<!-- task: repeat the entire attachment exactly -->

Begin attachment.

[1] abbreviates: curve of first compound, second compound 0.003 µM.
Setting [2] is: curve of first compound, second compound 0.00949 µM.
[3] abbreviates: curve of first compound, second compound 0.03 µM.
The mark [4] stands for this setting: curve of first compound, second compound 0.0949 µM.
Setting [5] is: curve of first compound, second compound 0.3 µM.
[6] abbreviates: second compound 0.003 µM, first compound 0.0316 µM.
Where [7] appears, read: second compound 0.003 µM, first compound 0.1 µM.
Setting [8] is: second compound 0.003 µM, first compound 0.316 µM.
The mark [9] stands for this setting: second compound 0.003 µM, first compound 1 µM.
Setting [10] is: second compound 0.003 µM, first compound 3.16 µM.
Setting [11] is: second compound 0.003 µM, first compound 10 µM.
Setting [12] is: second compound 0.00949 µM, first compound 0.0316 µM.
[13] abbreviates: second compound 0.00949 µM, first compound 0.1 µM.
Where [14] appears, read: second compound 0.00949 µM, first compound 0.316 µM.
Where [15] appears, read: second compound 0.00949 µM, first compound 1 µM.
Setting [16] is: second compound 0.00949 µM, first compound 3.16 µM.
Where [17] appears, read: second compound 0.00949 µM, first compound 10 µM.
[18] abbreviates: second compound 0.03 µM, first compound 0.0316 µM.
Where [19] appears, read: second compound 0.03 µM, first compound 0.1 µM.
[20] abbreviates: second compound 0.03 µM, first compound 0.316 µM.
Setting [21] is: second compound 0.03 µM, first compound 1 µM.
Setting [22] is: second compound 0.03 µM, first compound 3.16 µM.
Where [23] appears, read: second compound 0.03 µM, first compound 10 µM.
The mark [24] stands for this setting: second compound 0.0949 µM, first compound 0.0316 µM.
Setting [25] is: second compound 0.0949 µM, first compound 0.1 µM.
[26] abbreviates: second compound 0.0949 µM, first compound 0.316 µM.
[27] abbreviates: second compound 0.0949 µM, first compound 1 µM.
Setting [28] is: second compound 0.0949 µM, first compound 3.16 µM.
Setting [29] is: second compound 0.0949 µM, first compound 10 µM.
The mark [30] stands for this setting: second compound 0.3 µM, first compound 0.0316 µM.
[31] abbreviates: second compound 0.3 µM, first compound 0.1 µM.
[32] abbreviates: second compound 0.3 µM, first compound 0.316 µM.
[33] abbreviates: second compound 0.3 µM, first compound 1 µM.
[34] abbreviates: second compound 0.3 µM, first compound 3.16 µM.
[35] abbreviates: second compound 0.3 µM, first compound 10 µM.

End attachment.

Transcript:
[1] abbreviates: curve of first compound, second compound 0.003 µM.
Setting [2] is: curve of first compound, second compound 0.00949 µM.
[3] abbreviates: curve of first compound, second compound 0.03 µM.
The mark [4] stands for this setting: curve of first compound, second compound 0.0949 µM.
Setting [5] is: curve of first compound, second compound 0.3 µM.
[6] abbreviates: second compound 0.003 µM, first compound 0.0316 µM.
Where [7] appears, read: second compound 0.003 µM, first compound 0.1 µM.
Setting [8] is: second compound 0.003 µM, first compound 0.316 µM.
The mark [9] stands for this setting: second compound 0.003 µM, first compound 1 µM.
Setting [10] is: second compound 0.003 µM, first compound 3.16 µM.
Setting [11] is: second compound 0.003 µM, first compound 10 µM.
Setting [12] is: second compound 0.00949 µM, first compound 0.0316 µM.
[13] abbreviates: second compound 0.00949 µM, first compound 0.1 µM.
Where [14] appears, read: second compound 0.00949 µM, first compound 0.316 µM.
Where [15] appears, read: second compound 0.00949 µM, first compound 1 µM.
Setting [16] is: second compound 0.00949 µM, first compound 3.16 µM.
Where [17] appears, read: second compound 0.00949 µM, first compound 10 µM.
[18] abbreviates: second compound 0.03 µM, first compound 0.0316 µM.
Where [19] appears, read: second compound 0.03 µM, first compound 0.1 µM.
[20] abbreviates: second compound 0.03 µM, first compound 0.316 µM.
Setting [21] is: second compound 0.03 µM, first compound 1 µM.
Setting [22] is: second compound 0.03 µM, first compound 3.16 µM.
Where [23] appears, read: second compound 0.03 µM, first compound 10 µM.
The mark [24] stands for this setting: second compound 0.0949 µM, first compound 0.0316 µM.
Setting [25] is: second compound 0.0949 µM, first compound 0.1 µM.
[26] abbreviates: second compound 0.0949 µM, first compound 0.316 µM.
[27] abbreviates: second compound 0.0949 µM, first compound 1 µM.
Setting [28] is: second compound 0.0949 µM, first compound 3.16 µM.
Setting [29] is: second compound 0.0949 µM, first compound 10 µM.
The mark [30] stands for this setting: second compound 0.3 µM, first compound 0.0316 µM.
[31] abbreviates: second compound 0.3 µM, first compound 0.1 µM.
[32] abbreviates: second compound 0.3 µM, first compound 0.316 µM.
[33] abbreviates: second compound 0.3 µM, first compound 1 µM.
[34] abbreviates: second compound 0.3 µM, first compound 3.16 µM.
[35] abbreviates: second compound 0.3 µM, first compound 10 µM.